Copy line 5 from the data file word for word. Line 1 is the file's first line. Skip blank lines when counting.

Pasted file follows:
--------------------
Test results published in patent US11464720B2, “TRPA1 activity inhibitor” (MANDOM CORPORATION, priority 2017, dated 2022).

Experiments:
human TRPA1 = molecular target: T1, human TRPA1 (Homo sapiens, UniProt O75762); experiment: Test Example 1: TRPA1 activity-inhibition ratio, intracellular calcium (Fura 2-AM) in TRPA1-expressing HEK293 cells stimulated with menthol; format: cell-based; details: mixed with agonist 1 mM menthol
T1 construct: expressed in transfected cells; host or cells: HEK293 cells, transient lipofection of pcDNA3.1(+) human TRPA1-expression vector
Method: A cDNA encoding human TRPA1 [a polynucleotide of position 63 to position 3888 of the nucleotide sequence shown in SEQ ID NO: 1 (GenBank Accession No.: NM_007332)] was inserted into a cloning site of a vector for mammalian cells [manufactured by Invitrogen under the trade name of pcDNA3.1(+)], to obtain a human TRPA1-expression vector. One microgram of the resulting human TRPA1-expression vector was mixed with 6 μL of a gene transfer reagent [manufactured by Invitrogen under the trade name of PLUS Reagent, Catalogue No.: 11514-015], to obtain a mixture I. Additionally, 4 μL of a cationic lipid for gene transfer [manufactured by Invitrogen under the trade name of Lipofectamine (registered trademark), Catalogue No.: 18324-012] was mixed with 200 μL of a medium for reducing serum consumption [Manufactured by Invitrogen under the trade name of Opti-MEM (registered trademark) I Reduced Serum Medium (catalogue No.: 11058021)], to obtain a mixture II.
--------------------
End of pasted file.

Method: A cDNA encoding human TRPA1 [a polynucleotide of position 63 to position 3888 of the nucleotide sequence shown in SEQ ID NO: 1 (GenBank Accession No.: NM_007332)] was inserted into a cloning site of a vector for mammalian cells [manufactured by Invitrogen under the trade name of pcDNA3.1(+)], to obtain a human TRPA1-expression vector. One microgram of the resulting human TRPA1-expression vector was mixed with 6 μL of a gene transfer reagent [manufactured by Invitrogen under the trade name of PLUS Reagent, Catalogue No.: 11514-015], to obtain a mixture I. Additionally, 4 μL of a cationic lipid for gene transfer [manufactured by Invitrogen under the trade name of Lipofectamine (registered trademark), Catalogue No.: 18324-012] was mixed with 200 μL of a medium for reducing serum consumption [Manufactured by Invitrogen under the trade name of Opti-MEM (registered trademark) I Reduced Serum Medium (catalogue No.: 11058021)], to obtain a mixture II.